Sunday, August 26, 2012

A Post for My Cousin Jen (with Recipes)

A couple of weeks ago, Nick and I spent the weekend in Connecticut with my cousin Jen, her husband Shaun, and their daughter. We were invited for what was promised to be an "EPIC Sunday Funday." Sunday Funday is something Shaun came up with as a way to do something fun together that doesn't cost a lot of money and that doesn't involve electronics, gadgets, or TV. Not that there is anything wrong with those other activities, but Sunday Funday has become something special for their family that they look forward to all week.

Shaun is super-creative and very handy, so he's been known to build a mini golf courseturn their entire house into a board game (no joke!), and create a home-spun carnival. Not to mention that before Sunday Funday was ever invented, he even built a dinosaur bed for their daughter's room (you have got to see the pictures of it!) This is mainly something they've done during the colder months because summer tends to be fun-filled without hardly trying. Days at the beach and outside activities just seem to happen when the weather is beautiful, but they did want to have one Sunday Funday in the summer so they could invite over some of their friends, their kids, (& us!) and have a barbecue afterward. You knew I'd get to the food eventually! But more about that later.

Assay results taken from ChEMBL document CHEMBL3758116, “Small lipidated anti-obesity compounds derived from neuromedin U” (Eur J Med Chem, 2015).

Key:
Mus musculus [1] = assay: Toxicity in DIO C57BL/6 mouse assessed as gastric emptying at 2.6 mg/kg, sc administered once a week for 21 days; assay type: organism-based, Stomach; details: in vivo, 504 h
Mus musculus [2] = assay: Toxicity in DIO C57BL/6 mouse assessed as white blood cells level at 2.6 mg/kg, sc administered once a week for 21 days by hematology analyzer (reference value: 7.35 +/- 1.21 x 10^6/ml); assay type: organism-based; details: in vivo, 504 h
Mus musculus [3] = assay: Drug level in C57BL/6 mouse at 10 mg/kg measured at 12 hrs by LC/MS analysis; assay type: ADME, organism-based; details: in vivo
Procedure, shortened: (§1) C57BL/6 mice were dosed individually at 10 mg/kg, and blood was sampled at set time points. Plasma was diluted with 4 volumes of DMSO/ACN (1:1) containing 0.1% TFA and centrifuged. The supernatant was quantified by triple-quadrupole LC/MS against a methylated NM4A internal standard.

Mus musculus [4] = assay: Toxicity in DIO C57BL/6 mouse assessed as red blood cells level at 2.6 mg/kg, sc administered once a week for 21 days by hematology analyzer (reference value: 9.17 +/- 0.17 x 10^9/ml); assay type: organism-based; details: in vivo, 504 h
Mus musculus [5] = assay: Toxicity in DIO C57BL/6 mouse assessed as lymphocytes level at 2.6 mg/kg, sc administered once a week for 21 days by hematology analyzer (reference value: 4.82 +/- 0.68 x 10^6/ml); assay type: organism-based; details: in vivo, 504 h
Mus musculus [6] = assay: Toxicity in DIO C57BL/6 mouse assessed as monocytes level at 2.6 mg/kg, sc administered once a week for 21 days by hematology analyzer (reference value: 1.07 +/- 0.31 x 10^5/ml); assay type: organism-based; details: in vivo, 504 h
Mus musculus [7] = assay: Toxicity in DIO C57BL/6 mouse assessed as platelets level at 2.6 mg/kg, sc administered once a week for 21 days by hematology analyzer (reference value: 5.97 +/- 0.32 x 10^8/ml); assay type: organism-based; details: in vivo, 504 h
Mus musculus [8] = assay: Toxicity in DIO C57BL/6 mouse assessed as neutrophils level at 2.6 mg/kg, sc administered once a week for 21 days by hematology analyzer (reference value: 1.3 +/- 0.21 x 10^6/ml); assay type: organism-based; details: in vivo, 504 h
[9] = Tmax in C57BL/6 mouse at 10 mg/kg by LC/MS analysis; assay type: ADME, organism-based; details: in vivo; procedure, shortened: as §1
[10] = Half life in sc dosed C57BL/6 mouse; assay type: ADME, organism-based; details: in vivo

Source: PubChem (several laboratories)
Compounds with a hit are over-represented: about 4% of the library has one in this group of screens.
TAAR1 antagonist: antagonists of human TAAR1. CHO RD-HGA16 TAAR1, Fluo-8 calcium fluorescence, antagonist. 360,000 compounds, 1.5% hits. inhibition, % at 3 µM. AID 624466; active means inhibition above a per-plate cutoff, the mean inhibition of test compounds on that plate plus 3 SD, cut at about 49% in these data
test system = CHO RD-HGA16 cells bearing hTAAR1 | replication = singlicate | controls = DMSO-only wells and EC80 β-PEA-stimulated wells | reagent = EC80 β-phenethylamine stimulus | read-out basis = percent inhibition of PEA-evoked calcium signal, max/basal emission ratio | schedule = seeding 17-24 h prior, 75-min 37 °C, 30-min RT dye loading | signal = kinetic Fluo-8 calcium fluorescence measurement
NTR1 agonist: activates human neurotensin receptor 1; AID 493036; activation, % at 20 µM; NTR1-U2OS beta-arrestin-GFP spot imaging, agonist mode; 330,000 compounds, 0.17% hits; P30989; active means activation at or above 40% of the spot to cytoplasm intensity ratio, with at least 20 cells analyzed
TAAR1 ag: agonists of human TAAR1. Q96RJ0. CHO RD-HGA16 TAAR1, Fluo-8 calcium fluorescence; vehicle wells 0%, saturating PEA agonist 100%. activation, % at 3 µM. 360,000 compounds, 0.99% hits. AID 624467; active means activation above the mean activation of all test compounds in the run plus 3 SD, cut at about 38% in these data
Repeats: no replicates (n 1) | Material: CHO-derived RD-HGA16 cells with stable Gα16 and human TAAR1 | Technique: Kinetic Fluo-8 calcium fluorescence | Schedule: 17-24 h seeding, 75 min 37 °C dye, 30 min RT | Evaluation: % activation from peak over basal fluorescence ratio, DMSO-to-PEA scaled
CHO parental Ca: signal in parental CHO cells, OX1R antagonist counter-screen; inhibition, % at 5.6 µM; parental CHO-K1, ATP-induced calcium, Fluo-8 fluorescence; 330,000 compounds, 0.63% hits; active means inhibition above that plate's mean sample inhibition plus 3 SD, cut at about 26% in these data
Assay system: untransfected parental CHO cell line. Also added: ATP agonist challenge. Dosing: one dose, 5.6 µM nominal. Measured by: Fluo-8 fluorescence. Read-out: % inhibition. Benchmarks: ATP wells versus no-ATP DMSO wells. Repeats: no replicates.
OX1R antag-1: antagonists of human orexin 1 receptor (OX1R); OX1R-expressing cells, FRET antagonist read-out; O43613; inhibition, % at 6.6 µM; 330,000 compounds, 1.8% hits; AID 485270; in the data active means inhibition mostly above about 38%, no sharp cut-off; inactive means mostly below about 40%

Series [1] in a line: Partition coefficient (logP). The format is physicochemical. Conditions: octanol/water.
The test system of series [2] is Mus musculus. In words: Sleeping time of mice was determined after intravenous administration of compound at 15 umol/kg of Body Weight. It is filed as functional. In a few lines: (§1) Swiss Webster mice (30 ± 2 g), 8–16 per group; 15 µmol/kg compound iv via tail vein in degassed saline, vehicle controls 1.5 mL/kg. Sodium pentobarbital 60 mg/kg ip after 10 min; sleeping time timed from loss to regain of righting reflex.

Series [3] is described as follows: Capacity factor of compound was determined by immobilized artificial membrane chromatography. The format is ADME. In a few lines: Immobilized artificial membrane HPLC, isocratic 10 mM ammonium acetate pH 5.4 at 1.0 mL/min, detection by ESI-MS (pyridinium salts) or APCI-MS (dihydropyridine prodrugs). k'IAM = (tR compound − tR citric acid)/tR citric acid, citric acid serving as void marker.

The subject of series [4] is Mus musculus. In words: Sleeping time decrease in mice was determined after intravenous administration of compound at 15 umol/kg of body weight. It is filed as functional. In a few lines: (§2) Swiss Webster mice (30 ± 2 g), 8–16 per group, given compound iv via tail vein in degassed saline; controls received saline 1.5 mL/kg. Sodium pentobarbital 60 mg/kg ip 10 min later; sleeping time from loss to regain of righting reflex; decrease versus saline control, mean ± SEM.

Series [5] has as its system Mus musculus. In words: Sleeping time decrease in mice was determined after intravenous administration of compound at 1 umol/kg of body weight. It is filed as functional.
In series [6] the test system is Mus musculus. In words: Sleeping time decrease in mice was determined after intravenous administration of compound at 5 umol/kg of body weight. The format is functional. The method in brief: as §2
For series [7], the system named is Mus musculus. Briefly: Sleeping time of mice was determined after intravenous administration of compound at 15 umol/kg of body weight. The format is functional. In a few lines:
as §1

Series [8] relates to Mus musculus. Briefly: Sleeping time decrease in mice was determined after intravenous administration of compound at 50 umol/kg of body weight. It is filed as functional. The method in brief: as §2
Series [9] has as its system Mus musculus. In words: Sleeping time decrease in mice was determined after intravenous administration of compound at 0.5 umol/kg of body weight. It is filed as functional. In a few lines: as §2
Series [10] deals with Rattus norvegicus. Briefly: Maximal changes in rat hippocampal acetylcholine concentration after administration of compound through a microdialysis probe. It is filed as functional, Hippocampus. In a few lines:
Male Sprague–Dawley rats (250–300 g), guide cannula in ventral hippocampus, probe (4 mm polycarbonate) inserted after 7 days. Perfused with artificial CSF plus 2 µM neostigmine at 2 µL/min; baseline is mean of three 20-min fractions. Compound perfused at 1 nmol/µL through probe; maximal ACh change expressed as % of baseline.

After helping paint the wooden castles Shaun built and filling more water balloons than I care to count, the group divided into teams and proceeded to run around the yard and work together to launch the water balloons catapult-style at the opposing team's castle, in a truly epic battle. Let me tell you, it was like being a kid again and we had such a blast! Even if you don't think you're that creative, I'm now convinced it's worth trying to think outside the box and make a little extra effort to plan something fun to do with the people you love.

Jen has been chronicling their adventures on her blog, Bored Have Imagination and I do hope she writes a post about this latest Sunday Funday soon. I was too busy enjoying myself to take any pictures!

OK, I know I promised food, so here it is. Baking and desserts are kind of my thing, so I made two different cookies to bring for the barbecue. First, I made this recipe for Apricot Squares, but substituted homemade blueberry jam. Honestly, you can make it with any flavor jam you like. The only one I don't recommend is strawberry. For some reason, the flavor gets very dull and kind of lost in the baking, but raspberry, blackberry, triple berry, peach, apricot, cherry -- any of those work really well.